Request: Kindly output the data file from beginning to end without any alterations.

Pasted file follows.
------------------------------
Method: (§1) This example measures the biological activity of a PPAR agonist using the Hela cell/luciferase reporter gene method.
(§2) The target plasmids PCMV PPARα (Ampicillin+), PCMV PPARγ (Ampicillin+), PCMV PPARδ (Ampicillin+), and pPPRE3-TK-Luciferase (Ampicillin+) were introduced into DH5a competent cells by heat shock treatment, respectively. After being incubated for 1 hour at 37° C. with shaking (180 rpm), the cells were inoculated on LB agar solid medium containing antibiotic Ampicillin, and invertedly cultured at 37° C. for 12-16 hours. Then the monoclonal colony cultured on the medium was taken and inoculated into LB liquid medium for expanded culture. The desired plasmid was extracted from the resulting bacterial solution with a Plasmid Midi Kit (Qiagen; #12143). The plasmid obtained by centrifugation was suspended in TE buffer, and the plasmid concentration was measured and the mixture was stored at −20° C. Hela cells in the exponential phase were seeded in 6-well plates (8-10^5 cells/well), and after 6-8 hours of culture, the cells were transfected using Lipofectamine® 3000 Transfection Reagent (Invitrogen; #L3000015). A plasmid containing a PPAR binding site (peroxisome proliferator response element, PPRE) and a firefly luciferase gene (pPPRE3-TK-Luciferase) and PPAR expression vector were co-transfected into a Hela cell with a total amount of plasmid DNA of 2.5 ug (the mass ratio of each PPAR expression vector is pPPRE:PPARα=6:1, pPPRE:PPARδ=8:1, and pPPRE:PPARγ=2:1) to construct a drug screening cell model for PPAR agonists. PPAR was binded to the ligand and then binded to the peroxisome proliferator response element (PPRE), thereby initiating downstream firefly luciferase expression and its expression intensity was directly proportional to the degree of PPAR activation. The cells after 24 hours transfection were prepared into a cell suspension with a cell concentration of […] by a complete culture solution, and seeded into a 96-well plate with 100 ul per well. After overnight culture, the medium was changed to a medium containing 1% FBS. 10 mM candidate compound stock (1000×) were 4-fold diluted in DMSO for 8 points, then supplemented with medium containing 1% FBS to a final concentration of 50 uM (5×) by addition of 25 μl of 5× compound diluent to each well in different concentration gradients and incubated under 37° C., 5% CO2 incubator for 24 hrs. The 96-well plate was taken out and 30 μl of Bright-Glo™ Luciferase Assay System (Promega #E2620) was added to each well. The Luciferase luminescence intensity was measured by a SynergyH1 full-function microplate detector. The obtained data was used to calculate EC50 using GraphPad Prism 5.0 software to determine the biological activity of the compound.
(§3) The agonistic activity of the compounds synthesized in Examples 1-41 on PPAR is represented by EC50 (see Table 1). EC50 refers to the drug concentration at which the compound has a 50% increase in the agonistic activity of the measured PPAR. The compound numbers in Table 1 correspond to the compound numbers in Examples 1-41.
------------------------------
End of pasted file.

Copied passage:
Method: (§1) This example measures the biological activity of a PPAR agonist using the Hela cell/luciferase reporter gene method.
(§2) The target plasmids PCMV PPARα (Ampicillin+), PCMV PPARγ (Ampicillin+), PCMV PPARδ (Ampicillin+), and pPPRE3-TK-Luciferase (Ampicillin+) were introduced into DH5a competent cells by heat shock treatment, respectively. After being incubated for 1 hour at 37° C. with shaking (180 rpm), the cells were inoculated on LB agar solid medium containing antibiotic Ampicillin, and invertedly cultured at 37° C. for 12-16 hours. Then the monoclonal colony cultured on the medium was taken and inoculated into LB liquid medium for expanded culture. The desired plasmid was extracted from the resulting bacterial solution with a Plasmid Midi Kit (Qiagen; #12143). The plasmid obtained by centrifugation was suspended in TE buffer, and the plasmid concentration was measured and the mixture was stored at −20° C. Hela cells in the exponential phase were seeded in 6-well plates (8-10^5 cells/well), and after 6-8 hours of culture, the cells were transfected using Lipofectamine® 3000 Transfection Reagent (Invitrogen; #L3000015). A plasmid containing a PPAR binding site (peroxisome proliferator response element, PPRE) and a firefly luciferase gene (pPPRE3-TK-Luciferase) and PPAR expression vector were co-transfected into a Hela cell with a total amount of plasmid DNA of 2.5 ug (the mass ratio of each PPAR expression vector is pPPRE:PPARα=6:1, pPPRE:PPARδ=8:1, and pPPRE:PPARγ=2:1) to construct a drug screening cell model for PPAR agonists. PPAR was binded to the ligand and then binded to the peroxisome proliferator response element (PPRE), thereby initiating downstream firefly luciferase expression and its expression intensity was directly proportional to the degree of PPAR activation. The cells after 24 hours transfection were prepared into a cell suspension with a cell concentration of […] by a complete culture solution, and seeded into a 96-well plate with 100 ul per well. After overnight culture, the medium was changed to a medium containing 1% FBS. 10 mM candidate compound stock (1000×) were 4-fold diluted in DMSO for 8 points, then supplemented with medium containing 1% FBS to a final concentration of 50 uM (5×) by addition of 25 μl of 5× compound diluent to each well in different concentration gradients and incubated under 37° C., 5% CO2 incubator for 24 hrs. The 96-well plate was taken out and 30 μl of Bright-Glo™ Luciferase Assay System (Promega #E2620) was added to each well. The Luciferase luminescence intensity was measured by a SynergyH1 full-function microplate detector. The obtained data was used to calculate EC50 using GraphPad Prism 5.0 software to determine the biological activity of the compound.
(§3) The agonistic activity of the compounds synthesized in Examples 1-41 on PPAR is represented by EC50 (see Table 1). EC50 refers to the drug concentration at which the compound has a 50% increase in the agonistic activity of the measured PPAR. The compound numbers in Table 1 correspond to the compound numbers in Examples 1-41.